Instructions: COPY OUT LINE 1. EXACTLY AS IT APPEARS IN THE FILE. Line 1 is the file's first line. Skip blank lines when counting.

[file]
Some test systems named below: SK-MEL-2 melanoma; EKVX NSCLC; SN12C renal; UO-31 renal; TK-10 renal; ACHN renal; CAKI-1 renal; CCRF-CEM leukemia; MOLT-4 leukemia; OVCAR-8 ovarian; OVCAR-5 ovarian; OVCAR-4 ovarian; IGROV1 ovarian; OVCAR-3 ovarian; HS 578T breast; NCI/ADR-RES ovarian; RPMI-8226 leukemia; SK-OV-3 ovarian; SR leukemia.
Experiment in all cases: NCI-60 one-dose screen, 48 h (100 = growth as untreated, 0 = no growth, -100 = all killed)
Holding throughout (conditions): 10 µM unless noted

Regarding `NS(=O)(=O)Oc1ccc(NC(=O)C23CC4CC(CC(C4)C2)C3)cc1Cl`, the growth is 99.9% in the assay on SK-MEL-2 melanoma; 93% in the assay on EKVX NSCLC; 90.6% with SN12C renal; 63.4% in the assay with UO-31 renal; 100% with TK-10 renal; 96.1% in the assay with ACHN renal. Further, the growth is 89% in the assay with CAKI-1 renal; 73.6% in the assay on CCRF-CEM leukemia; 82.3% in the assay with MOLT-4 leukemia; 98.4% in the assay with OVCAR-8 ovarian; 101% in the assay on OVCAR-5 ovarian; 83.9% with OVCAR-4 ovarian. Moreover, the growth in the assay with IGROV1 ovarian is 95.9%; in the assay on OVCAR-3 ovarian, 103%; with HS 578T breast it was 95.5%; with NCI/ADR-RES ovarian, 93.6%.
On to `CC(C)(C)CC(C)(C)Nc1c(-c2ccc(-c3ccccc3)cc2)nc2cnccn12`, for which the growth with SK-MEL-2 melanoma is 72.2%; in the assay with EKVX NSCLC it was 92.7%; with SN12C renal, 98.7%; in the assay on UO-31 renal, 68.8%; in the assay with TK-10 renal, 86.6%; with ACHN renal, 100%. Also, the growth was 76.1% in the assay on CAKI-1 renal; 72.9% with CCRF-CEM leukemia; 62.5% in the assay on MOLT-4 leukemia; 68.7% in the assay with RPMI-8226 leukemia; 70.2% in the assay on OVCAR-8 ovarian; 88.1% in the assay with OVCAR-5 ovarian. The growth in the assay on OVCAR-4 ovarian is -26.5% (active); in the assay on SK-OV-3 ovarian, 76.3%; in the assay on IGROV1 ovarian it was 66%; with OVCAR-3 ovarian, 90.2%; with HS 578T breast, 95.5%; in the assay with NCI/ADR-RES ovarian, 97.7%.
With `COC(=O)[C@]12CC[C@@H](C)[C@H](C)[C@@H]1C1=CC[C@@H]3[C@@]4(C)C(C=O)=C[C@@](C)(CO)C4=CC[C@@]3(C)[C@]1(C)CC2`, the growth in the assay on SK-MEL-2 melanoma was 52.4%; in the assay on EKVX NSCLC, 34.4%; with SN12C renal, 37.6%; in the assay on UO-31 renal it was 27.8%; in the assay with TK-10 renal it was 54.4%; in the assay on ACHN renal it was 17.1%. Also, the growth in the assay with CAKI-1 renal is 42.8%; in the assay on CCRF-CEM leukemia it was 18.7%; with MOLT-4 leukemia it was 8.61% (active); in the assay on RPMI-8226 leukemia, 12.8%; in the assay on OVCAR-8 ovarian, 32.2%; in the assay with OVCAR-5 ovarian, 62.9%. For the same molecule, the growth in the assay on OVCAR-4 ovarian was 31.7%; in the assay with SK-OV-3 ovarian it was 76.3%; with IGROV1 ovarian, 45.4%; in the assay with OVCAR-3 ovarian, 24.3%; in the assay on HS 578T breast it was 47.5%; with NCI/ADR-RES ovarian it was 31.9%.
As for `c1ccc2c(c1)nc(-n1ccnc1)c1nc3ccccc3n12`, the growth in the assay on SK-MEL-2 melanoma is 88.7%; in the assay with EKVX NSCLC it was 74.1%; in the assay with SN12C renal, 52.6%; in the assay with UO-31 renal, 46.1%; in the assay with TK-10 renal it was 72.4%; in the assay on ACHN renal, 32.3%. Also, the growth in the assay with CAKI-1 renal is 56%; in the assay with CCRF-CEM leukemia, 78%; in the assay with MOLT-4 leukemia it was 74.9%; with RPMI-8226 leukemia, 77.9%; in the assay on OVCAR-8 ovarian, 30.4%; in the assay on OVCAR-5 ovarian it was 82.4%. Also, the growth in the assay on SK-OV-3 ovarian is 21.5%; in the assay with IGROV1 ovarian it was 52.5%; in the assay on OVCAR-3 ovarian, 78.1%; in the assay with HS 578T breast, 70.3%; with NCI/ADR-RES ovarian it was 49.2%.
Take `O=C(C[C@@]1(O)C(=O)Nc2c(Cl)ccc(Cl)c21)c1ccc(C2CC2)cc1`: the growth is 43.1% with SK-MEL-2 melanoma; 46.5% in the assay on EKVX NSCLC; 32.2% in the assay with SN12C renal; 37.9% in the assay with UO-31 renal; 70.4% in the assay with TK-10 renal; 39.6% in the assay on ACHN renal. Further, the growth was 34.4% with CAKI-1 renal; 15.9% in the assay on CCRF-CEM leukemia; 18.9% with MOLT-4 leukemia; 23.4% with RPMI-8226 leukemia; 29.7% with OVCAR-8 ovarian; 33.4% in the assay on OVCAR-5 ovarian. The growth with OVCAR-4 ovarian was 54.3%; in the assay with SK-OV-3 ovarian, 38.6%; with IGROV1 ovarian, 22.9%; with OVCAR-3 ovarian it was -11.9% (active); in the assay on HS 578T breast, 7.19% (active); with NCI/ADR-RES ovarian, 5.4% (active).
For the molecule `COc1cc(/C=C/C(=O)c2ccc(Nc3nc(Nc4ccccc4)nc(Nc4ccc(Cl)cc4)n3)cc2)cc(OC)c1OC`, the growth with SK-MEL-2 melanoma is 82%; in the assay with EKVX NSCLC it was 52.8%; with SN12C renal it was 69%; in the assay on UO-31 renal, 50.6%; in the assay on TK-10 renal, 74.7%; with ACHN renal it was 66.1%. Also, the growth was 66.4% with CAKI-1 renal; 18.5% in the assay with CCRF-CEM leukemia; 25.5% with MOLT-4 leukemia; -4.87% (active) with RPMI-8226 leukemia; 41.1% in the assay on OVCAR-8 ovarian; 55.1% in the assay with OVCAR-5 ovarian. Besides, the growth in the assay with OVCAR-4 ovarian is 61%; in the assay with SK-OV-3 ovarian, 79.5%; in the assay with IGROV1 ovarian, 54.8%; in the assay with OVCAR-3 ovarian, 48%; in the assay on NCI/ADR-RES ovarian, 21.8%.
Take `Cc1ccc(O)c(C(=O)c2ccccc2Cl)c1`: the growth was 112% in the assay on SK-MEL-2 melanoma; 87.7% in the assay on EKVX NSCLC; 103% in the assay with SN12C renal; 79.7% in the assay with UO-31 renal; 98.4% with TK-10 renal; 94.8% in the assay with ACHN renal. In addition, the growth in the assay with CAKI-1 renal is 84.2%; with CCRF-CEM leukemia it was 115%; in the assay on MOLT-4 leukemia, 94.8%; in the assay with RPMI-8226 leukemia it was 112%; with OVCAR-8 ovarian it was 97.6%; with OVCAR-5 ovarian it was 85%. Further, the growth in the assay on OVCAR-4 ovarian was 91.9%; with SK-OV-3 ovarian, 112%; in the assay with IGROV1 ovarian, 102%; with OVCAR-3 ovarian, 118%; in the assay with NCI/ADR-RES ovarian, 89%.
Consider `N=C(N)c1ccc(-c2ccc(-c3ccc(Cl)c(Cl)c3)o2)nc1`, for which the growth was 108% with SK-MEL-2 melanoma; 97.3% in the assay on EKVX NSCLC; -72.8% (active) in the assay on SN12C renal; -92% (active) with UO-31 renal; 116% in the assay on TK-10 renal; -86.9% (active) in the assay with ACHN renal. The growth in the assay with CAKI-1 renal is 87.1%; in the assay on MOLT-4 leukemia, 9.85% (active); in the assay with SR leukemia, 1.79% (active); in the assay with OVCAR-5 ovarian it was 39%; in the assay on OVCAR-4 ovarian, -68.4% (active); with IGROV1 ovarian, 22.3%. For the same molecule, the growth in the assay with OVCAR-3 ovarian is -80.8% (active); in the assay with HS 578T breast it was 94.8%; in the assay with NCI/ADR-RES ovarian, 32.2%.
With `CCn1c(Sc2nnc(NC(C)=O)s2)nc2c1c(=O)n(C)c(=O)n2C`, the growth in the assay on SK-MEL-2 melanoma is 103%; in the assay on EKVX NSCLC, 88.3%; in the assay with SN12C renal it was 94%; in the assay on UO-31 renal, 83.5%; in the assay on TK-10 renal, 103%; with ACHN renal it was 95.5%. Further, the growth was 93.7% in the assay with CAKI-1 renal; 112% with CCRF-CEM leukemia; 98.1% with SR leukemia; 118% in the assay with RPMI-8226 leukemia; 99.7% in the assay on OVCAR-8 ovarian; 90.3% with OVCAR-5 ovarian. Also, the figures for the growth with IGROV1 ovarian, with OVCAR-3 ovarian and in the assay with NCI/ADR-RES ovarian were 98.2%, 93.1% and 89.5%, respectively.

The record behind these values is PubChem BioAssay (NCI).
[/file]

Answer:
Some test systems named below: SK-MEL-2 melanoma; EKVX NSCLC; SN12C renal; UO-31 renal; TK-10 renal; ACHN renal; CAKI-1 renal; CCRF-CEM leukemia; MOLT-4 leukemia; OVCAR-8 ovarian; OVCAR-5 ovarian; OVCAR-4 ovarian; IGROV1 ovarian; OVCAR-3 ovarian; HS 578T breast; NCI/ADR-RES ovarian; RPMI-8226 leukemia; SK-OV-3 ovarian; SR leukemia.